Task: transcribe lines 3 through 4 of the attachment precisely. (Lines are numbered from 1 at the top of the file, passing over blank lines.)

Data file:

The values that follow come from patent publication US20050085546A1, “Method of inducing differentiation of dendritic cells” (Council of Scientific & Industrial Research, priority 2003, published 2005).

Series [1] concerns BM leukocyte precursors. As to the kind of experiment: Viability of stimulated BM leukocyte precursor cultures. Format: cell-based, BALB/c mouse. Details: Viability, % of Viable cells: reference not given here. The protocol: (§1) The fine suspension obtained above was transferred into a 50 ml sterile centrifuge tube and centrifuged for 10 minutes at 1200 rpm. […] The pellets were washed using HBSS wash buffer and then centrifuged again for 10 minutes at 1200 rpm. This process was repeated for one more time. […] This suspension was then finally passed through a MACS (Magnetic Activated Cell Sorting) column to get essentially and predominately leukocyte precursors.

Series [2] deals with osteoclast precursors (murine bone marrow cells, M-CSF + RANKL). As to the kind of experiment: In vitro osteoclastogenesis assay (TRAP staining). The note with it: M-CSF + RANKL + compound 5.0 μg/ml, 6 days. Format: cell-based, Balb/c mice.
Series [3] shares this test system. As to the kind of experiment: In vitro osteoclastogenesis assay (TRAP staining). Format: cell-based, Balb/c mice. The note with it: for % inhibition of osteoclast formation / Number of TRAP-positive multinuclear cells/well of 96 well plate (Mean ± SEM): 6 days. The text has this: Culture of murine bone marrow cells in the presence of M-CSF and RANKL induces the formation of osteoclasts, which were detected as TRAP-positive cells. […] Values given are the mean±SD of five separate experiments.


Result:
Series [2] deals with osteoclast precursors (murine bone marrow cells, M-CSF + RANKL). As to the kind of experiment: In vitro osteoclastogenesis assay (TRAP staining). The note with it: M-CSF + RANKL + compound 5.0 μg/ml, 6 days. Format: cell-based, Balb/c mice.
Series [3] shares this test system. As to the kind of experiment: In vitro osteoclastogenesis assay (TRAP staining). Format: cell-based, Balb/c mice. The note with it: for % inhibition of osteoclast formation / Number of TRAP-positive multinuclear cells/well of 96 well plate (Mean ± SEM): 6 days. The text has this: Culture of murine bone marrow cells in the presence of M-CSF and RANKL induces the formation of osteoclasts, which were detected as TRAP-positive cells. […] Values given are the mean±SD of five separate experiments.